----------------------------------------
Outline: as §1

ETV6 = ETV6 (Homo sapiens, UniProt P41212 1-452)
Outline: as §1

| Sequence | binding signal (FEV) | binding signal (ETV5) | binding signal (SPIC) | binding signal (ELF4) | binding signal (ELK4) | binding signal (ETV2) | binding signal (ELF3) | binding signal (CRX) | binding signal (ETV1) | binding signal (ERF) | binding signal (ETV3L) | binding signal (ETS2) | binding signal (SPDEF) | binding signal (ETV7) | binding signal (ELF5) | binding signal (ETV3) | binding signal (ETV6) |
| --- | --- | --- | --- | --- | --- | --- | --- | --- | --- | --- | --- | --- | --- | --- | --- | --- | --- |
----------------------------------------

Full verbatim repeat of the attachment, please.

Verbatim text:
Outline: as §1

ETV6 = ETV6 (Homo sapiens, UniProt P41212 1-452)
Outline: as §1

| Sequence | binding signal (FEV) | binding signal (ETV5) | binding signal (SPIC) | binding signal (ELF4) | binding signal (ELK4) | binding signal (ETV2) | binding signal (ELF3) | binding signal (CRX) | binding signal (ETV1) | binding signal (ERF) | binding signal (ETV3L) | binding signal (ETS2) | binding signal (SPDEF) | binding signal (ETV7) | binding signal (ELF5) | binding signal (ETV3) | binding signal (ETV6) |
| --- | --- | --- | --- | --- | --- | --- | --- | --- | --- | --- | --- | --- | --- | --- | --- | --- | --- |